Most helpful critical review
22 of 22 people found the following review helpful
Where is the advice??
on November 7, 2011
Let me start with a little back story of why I bought this book: I am currently in my 3rd year of a PhD program, and the "3rd year slump" has hit me hard. My research is frustrating. I feel alienated from my peers and my advisor/committee. After reading the reviews for this book I thought this might offer some help. I was hoping for advice on how to deal with so many of the frustrations and let downs of getting a PhD. Something inspirational, possibly even uplifting.
Nope. That is not this book.
To be frank, I spent more than half of the book rolling my eyes at various passive-aggressive quips at the author's advisor and fellow students. By the end, this felt more like a book on how to blame other people when your PhD takes much longer than you expected. Which is a pity, because I think this story had good teaching potential. I can't even begin to imagine how frustrating and disheartening it would be to work on my PhD for seven years! The author could have turned that experience into something positive, by giving concrete examples of how he dealt with problems, instead of just complaining about them and then advising to avoiding them in the first place. For example, the author complains multiple times about the frustrations of Human Subjects Committees. We get it. Bureaucracy is tedious and takes a long time. But if you do human research it is something you just have to deal with. How about some tips on speeding up the process (eg submitting a modification of a pre-existing protocol instead of a whole new protocol)? Or advising good time management: while you are waiting for IRB approval, could you be doing some in vitro work instead? Or getting an in-depth knowledge of the literature? Or working as a TA to pay off some student loans? Nope. You will find little of that here. However, you will walk away with the impression that IRB's are brutally slow and are probably plotting against you.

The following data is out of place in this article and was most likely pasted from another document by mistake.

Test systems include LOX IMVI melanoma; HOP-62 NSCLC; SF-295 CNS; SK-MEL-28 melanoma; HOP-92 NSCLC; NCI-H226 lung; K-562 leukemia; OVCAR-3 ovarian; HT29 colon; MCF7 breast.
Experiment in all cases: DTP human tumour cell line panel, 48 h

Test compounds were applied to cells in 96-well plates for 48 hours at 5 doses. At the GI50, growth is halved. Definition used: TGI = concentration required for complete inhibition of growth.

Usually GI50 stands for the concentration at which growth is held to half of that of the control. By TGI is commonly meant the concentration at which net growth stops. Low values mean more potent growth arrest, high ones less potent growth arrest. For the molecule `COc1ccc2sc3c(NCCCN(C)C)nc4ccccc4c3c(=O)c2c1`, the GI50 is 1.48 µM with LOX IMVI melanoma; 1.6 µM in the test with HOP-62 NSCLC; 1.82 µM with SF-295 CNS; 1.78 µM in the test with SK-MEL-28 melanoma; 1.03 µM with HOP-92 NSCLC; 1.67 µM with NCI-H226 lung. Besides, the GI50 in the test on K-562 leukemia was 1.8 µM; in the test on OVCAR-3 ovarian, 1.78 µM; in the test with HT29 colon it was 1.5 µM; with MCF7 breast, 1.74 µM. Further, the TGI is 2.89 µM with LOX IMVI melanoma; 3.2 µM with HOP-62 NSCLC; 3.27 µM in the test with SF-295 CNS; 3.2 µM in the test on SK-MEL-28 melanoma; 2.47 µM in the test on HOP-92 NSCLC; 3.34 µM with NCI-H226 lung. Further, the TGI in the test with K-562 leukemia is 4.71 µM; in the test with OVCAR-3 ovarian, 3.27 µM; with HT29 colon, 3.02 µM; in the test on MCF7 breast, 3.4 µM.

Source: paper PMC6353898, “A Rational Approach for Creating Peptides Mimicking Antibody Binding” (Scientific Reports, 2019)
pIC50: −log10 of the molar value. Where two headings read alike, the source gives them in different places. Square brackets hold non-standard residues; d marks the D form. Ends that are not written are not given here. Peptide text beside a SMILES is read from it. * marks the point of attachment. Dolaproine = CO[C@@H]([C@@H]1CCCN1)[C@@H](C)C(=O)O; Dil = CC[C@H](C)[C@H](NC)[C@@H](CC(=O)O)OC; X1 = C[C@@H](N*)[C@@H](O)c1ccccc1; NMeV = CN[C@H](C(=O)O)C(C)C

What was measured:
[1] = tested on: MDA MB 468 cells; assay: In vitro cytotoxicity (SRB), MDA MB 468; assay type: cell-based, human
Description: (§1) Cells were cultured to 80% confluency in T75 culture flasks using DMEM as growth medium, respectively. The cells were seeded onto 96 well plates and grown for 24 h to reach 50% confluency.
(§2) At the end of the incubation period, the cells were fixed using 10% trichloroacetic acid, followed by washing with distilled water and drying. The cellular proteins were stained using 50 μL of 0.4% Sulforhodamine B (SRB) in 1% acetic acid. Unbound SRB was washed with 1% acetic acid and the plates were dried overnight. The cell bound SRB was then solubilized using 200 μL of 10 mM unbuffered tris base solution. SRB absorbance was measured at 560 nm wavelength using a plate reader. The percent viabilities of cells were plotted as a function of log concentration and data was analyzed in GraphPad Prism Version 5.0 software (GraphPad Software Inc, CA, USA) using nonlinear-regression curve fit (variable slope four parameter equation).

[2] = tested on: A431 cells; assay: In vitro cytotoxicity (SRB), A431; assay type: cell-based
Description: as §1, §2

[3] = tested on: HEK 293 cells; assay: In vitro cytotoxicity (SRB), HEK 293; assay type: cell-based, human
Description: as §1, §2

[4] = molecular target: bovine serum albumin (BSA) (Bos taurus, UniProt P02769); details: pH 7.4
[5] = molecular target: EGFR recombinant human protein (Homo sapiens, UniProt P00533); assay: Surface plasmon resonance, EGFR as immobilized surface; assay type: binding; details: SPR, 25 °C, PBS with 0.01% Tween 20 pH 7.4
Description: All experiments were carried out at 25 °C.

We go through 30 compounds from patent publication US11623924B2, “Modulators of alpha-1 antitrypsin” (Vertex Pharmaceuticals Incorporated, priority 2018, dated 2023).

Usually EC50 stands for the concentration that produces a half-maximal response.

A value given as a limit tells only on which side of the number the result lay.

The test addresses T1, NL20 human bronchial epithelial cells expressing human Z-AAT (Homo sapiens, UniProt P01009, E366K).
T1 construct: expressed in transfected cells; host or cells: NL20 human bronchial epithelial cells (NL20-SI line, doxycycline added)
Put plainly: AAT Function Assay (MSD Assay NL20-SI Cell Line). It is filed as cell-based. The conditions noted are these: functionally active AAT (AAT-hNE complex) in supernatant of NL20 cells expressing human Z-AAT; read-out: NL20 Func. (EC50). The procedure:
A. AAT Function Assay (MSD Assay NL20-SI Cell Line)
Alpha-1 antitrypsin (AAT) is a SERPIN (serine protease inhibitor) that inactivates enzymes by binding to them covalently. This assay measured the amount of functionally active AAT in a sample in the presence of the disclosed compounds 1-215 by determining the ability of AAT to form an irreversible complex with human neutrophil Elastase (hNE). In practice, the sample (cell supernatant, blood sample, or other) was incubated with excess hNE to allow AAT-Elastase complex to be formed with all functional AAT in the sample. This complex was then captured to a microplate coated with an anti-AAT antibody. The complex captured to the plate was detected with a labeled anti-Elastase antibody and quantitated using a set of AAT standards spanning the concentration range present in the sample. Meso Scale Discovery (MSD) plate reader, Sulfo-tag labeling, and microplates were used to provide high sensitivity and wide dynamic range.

Even more concerning, some of the advice in this book is not only bad, but could actually get you in trouble! The author suggests that you try to "recycle" your writing, claiming that you cannot plagiarize yourself - not true! He also talks often of how he made money on the side by writing for a commercial magazine, but he never cautions that if you are funded 100% by NIH, NSF, etc that you are not supposed to have an outside job. Here's my hint to surviving grad school: if you want to go into academics, don't piss off your main funding agency by publishing plagiarized magazine articles.
By far the most helpful parts of this book were the tips on working with your advisor, like only giving them a chapter at a time to read, or highlighting the relevant changes. I also found the chapter on writing your dissertation helpful, especially the tips on how to write a little every day. Although the list of phrases you should use was particularly horrifying - just because everyone else in science overuses passive voice doesn't mean you should too! Nevertheless, I did find this chapter helpful, and it earns the book 2 stars.
All in all, I suggest passing on this one.